Fact No. 96.
Aram Khachaturian’s Sabre Dance was featured in jukeboxes all over the United States in 1948.
One of the troubles with writing about music is the impossibility of conveying in words the power of an orchestral performance, such as those of the works of Aram Khachaturian. Ideally, the Sabre Dance would be blasting through the ears of the reader to introduce this Armenian musician, one of the most celebrated composers of the 20th century.
Khachaturian was born in 1903 in Tiflis in the Russian Empire (modern Tbilisi, Georgia), to an Armenian family originally from the Nakhichevan region (an exclave of Azerbaijan today). His youth saw the collapse of the reign of the Tsar and the establishment of the Soviet regime, which drew him to Moscow to further his musical education and to act as an exemplary artist within the ideology of communism. Aram Khachaturian was subsequently marked as a man who took folk music and transformed it into a more majestic, classical form, still maintaining its accessibility to the people. Certainly his works are filled with Armenian themes, as well as with musical elements from the Caucasus and Central Asia taken more broadly. He was also known for some more avant-garde work – what we might perhaps call “fusion music” today – such as the Sabre Dance mentioned above.
That and other parts of his Gayane ballet, as well as movements from Spartacus, another ballet composed by Khachaturian, comprise his most recognisable works, as they spread from the Soviet stage of the 1940s and ’50s to popular recordings and covers in the West – including standard fare in the jukeboxes of the US in that era – with use as well in films, theatre, advertisements, and cartoons in the decades that followed, right up to today. Khachaturian himself also composed film music, and also concertos and solo works for the piano, cello, violin, and other instruments.
Alongside Sergei Prokofiev and Dmitri Shostakovich, Aram Khachaturian was at one time the darling of the world of Soviet music and the promotion of the culture of the USSR abroad. However, just as with them, he had to face official public condemnation by the Communist Party in the late 1940s (for allegedly composing “anti-people” music), which lasted until the death of Stalin in 1953 and the revisions of his policies. Khachaturian remained popular as a composer afterwards, although the works he is remembered for most today were written before that bump in the road.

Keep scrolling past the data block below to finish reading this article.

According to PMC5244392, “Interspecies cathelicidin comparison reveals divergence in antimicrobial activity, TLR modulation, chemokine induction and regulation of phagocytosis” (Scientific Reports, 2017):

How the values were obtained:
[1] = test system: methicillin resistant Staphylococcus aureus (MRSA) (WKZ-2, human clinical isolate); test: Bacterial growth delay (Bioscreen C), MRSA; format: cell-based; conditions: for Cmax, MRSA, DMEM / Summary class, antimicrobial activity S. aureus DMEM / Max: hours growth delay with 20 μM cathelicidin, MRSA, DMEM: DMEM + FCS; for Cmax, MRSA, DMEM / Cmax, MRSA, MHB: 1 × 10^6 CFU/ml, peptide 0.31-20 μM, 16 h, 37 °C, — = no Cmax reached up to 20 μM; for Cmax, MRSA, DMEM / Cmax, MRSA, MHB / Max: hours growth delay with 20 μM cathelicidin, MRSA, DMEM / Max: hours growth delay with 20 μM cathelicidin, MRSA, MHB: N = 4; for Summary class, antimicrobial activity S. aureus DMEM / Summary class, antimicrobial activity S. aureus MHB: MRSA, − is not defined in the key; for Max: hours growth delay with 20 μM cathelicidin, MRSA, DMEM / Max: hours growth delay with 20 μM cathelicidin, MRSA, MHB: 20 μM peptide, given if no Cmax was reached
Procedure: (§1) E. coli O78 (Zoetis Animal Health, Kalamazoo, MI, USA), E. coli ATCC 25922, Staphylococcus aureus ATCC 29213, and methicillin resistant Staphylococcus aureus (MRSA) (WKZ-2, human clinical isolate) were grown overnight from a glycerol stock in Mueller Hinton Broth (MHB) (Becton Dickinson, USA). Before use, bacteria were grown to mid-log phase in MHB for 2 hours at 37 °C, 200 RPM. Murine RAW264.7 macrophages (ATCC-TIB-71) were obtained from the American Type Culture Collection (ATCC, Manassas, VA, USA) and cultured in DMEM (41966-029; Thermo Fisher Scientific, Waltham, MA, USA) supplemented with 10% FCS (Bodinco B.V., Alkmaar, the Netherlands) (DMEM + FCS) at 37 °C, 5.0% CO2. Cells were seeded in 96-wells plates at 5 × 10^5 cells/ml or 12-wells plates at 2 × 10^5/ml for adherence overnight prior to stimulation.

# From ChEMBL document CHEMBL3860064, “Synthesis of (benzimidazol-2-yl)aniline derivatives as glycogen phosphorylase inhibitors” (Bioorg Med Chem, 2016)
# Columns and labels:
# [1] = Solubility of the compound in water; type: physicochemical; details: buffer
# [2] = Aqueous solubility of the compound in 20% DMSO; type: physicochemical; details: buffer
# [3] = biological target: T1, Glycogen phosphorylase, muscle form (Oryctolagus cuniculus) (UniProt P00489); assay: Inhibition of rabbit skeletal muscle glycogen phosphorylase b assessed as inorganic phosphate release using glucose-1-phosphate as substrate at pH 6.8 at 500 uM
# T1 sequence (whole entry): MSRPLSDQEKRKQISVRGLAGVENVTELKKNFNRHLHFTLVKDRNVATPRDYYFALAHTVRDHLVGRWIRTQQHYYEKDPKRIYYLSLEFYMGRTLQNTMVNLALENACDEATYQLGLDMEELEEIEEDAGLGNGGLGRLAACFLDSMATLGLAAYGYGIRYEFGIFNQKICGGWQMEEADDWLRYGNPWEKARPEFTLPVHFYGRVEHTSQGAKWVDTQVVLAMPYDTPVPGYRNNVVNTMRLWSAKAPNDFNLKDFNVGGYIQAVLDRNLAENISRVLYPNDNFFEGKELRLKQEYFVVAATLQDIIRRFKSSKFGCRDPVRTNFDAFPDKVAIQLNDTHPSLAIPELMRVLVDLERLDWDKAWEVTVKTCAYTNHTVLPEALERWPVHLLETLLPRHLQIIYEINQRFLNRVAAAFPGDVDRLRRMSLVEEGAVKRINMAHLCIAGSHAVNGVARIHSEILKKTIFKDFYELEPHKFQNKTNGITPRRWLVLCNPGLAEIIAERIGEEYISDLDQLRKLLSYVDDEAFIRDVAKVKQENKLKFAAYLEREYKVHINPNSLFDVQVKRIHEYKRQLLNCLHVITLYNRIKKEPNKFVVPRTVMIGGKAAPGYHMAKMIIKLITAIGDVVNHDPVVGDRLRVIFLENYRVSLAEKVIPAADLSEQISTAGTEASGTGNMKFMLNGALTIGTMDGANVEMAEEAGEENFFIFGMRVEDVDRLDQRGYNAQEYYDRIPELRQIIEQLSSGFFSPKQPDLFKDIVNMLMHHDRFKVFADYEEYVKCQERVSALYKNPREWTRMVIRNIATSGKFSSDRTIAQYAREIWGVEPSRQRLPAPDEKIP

Aram Khachaturian died in Moscow in 1978. Although living and working in Russia for most of his life, Khachaturian is remembered as an iconic Armenian cultural figure. The capital Yerevan has a major concert hall named after him, with a monumental statue by its entrance, besides also maintaining an Aram Khachaturian museum. His body was brought to Armenia for burial in the national pantheon, where numerous public figures have their final resting place. Aram Khachaturian’s composition for the Soviet Armenian anthem is also still remembered as an inspiring piece of music; more than once, in fact, have there been public calls to replace the current Armenian national anthem with that one – stripped of its communist-era lyrics, of course.
References and Other Resources
1. Khachaturian. Peter Rosen/Peter Rosen Productions, 2003. 83 min.
2. Tom Huizenga. “The ‘Sabre Dance’ Man”, NPR, June 5, 2003
3. Aram Khachaturian Museum
4. Virtual Museum of Aram Khachaturian
5. “Monument to Aram Khachaturian to be Erected in Moscow”, Armenpress, October 30, 2006
6. Wikipedia: “Aram Khachaturian”
7. Wikipedia: “List of compositions by Aram Khachaturian”
8. Wikipedia: “Sabre Dance”